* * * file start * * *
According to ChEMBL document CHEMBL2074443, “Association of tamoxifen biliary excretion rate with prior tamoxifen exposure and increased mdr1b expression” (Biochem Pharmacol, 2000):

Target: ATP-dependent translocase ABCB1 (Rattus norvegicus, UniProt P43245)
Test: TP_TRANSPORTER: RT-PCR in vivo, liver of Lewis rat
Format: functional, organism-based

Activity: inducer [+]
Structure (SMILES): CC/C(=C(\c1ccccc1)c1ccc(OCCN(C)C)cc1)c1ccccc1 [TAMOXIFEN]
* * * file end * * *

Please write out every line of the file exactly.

According to ChEMBL document CHEMBL2074443, “Association of tamoxifen biliary excretion rate with prior tamoxifen exposure and increased mdr1b expression” (Biochem Pharmacol, 2000):

Target: ATP-dependent translocase ABCB1 (Rattus norvegicus, UniProt P43245)
Test: TP_TRANSPORTER: RT-PCR in vivo, liver of Lewis rat
Format: functional, organism-based

Activity: inducer [+]
Structure (SMILES): CC/C(=C(\c1ccccc1)c1ccc(OCCN(C)C)cc1)c1ccccc1 [TAMOXIFEN]